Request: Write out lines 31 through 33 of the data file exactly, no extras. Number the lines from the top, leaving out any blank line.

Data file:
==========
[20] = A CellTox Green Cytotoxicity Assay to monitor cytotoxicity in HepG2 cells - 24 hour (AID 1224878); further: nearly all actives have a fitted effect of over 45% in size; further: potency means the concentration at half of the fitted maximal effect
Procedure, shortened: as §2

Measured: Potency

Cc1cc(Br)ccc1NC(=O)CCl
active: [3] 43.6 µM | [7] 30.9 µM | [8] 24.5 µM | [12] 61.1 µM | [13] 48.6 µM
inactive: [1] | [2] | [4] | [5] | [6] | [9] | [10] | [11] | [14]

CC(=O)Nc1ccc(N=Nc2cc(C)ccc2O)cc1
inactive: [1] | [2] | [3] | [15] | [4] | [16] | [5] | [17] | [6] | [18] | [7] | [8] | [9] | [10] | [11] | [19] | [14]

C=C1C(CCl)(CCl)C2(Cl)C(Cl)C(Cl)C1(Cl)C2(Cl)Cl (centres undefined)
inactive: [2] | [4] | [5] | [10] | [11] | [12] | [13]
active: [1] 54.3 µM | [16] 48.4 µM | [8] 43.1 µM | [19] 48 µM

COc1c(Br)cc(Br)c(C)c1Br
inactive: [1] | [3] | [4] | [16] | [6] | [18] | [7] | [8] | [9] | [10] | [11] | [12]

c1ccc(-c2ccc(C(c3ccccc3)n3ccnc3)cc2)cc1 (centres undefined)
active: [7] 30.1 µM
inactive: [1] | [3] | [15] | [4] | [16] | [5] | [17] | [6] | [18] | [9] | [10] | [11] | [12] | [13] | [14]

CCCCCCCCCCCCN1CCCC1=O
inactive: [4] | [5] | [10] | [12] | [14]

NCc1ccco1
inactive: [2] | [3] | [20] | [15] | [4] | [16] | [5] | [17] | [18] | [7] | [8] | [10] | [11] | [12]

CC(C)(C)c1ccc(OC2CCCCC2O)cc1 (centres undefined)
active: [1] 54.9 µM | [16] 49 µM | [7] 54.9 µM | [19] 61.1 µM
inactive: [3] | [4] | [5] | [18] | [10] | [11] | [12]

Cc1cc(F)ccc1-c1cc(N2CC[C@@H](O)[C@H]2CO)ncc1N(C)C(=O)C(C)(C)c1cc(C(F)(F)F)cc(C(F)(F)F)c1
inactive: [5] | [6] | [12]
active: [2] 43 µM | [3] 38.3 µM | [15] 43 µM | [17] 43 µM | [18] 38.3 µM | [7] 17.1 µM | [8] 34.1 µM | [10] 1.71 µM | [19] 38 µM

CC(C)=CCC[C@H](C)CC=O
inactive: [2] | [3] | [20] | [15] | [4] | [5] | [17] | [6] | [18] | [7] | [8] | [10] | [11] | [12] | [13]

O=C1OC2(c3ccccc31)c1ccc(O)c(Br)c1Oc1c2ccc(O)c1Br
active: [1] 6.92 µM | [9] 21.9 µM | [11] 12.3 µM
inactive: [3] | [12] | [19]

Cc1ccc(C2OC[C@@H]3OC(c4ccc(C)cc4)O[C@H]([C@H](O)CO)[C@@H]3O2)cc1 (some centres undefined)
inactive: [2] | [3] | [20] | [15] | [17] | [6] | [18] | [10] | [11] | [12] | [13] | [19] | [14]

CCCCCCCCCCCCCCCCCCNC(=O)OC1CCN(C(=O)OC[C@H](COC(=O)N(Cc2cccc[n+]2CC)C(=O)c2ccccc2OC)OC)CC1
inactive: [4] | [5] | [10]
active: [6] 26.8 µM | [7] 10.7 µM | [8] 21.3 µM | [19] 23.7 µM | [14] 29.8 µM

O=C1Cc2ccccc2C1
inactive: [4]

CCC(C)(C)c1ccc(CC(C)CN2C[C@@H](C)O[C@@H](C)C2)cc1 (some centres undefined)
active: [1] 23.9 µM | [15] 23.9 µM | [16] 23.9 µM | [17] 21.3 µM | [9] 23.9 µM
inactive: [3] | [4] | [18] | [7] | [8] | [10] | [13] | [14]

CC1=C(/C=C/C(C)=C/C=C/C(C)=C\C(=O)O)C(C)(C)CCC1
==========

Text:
inactive: [3] | [12] | [19]

Cc1ccc(C2OC[C@@H]3OC(c4ccc(C)cc4)O[C@H]([C@H](O)CO)[C@@H]3O2)cc1 (some centres undefined)
inactive: [2] | [3] | [20] | [15] | [17] | [6] | [18] | [10] | [11] | [12] | [13] | [19] | [14]